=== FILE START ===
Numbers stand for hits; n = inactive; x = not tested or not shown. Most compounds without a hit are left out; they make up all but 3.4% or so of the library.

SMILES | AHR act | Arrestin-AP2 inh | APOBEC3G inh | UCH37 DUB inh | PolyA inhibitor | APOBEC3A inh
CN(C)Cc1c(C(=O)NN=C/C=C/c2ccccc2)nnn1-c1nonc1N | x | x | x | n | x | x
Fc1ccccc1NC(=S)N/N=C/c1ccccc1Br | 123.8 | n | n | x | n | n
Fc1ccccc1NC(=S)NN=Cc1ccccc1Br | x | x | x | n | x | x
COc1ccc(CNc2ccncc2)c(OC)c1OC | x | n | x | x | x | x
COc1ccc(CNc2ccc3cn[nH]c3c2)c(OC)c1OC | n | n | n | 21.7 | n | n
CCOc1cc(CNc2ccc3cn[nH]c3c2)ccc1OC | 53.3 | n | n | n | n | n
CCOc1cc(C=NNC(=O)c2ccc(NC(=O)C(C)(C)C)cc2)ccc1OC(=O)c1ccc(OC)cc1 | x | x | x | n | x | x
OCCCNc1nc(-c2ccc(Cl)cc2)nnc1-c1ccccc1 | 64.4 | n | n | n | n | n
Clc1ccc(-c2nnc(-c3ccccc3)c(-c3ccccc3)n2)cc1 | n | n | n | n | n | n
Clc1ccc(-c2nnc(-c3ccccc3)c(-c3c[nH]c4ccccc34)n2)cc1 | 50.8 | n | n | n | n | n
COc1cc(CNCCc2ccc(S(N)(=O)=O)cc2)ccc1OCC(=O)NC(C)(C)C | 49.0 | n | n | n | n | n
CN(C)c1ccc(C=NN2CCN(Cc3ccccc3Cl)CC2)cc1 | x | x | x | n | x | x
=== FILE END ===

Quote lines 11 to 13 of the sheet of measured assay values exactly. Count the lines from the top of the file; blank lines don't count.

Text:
Clc1ccc(-c2nnc(-c3ccccc3)c(-c3ccccc3)n2)cc1 | n | n | n | n | n | n
Clc1ccc(-c2nnc(-c3ccccc3)c(-c3c[nH]c4ccccc34)n2)cc1 | 50.8 | n | n | n | n | n
COc1cc(CNCCc2ccc(S(N)(=O)=O)cc2)ccc1OCC(=O)NC(C)(C)C | 49.0 | n | n | n | n | n